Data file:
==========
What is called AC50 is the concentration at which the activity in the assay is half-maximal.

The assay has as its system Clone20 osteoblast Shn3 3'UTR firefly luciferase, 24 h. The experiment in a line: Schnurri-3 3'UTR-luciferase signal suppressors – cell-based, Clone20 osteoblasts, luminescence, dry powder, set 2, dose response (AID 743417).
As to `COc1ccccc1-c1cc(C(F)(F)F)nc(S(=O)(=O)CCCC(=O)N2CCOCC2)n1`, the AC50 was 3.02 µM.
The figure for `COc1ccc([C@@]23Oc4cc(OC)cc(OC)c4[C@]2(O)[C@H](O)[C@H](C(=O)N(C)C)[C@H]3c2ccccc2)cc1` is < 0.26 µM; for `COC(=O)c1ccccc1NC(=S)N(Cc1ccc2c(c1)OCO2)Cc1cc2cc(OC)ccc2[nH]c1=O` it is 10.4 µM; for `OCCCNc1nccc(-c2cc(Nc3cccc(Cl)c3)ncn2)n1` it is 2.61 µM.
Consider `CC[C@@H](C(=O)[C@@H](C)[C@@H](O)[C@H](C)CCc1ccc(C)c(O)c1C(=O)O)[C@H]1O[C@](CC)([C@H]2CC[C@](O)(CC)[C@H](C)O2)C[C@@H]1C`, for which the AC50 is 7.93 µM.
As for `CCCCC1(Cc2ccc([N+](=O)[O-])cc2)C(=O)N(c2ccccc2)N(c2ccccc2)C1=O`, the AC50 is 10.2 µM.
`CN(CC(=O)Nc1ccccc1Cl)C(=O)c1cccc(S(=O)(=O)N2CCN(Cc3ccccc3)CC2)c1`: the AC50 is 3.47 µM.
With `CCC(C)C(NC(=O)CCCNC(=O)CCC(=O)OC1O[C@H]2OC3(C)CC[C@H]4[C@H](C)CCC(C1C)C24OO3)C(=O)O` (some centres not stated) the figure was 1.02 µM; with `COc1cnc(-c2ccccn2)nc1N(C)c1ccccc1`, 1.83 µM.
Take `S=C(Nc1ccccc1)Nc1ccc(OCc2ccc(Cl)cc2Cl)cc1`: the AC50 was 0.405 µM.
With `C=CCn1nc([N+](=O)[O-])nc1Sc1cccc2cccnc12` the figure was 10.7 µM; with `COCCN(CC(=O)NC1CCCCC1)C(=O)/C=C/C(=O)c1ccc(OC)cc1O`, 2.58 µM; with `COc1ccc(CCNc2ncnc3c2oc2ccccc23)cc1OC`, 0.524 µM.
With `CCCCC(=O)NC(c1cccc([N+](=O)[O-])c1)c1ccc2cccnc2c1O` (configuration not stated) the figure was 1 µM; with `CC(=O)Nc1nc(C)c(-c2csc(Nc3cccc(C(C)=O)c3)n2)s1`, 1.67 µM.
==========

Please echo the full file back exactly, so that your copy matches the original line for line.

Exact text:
What is called AC50 is the concentration at which the activity in the assay is half-maximal.

The assay has as its system Clone20 osteoblast Shn3 3'UTR firefly luciferase, 24 h. The experiment in a line: Schnurri-3 3'UTR-luciferase signal suppressors – cell-based, Clone20 osteoblasts, luminescence, dry powder, set 2, dose response (AID 743417).
As to `COc1ccccc1-c1cc(C(F)(F)F)nc(S(=O)(=O)CCCC(=O)N2CCOCC2)n1`, the AC50 was 3.02 µM.
The figure for `COc1ccc([C@@]23Oc4cc(OC)cc(OC)c4[C@]2(O)[C@H](O)[C@H](C(=O)N(C)C)[C@H]3c2ccccc2)cc1` is < 0.26 µM; for `COC(=O)c1ccccc1NC(=S)N(Cc1ccc2c(c1)OCO2)Cc1cc2cc(OC)ccc2[nH]c1=O` it is 10.4 µM; for `OCCCNc1nccc(-c2cc(Nc3cccc(Cl)c3)ncn2)n1` it is 2.61 µM.
Consider `CC[C@@H](C(=O)[C@@H](C)[C@@H](O)[C@H](C)CCc1ccc(C)c(O)c1C(=O)O)[C@H]1O[C@](CC)([C@H]2CC[C@](O)(CC)[C@H](C)O2)C[C@@H]1C`, for which the AC50 is 7.93 µM.
As for `CCCCC1(Cc2ccc([N+](=O)[O-])cc2)C(=O)N(c2ccccc2)N(c2ccccc2)C1=O`, the AC50 is 10.2 µM.
`CN(CC(=O)Nc1ccccc1Cl)C(=O)c1cccc(S(=O)(=O)N2CCN(Cc3ccccc3)CC2)c1`: the AC50 is 3.47 µM.
With `CCC(C)C(NC(=O)CCCNC(=O)CCC(=O)OC1O[C@H]2OC3(C)CC[C@H]4[C@H](C)CCC(C1C)C24OO3)C(=O)O` (some centres not stated) the figure was 1.02 µM; with `COc1cnc(-c2ccccn2)nc1N(C)c1ccccc1`, 1.83 µM.
Take `S=C(Nc1ccccc1)Nc1ccc(OCc2ccc(Cl)cc2Cl)cc1`: the AC50 was 0.405 µM.
With `C=CCn1nc([N+](=O)[O-])nc1Sc1cccc2cccnc12` the figure was 10.7 µM; with `COCCN(CC(=O)NC1CCCCC1)C(=O)/C=C/C(=O)c1ccc(OC)cc1O`, 2.58 µM; with `COc1ccc(CCNc2ncnc3c2oc2ccccc23)cc1OC`, 0.524 µM.
With `CCCCC(=O)NC(c1cccc([N+](=O)[O-])c1)c1ccc2cccnc2c1O` (configuration not stated) the figure was 1 µM; with `CC(=O)Nc1nc(C)c(-c2csc(Nc3cccc(C(C)=O)c3)n2)s1`, 1.67 µM.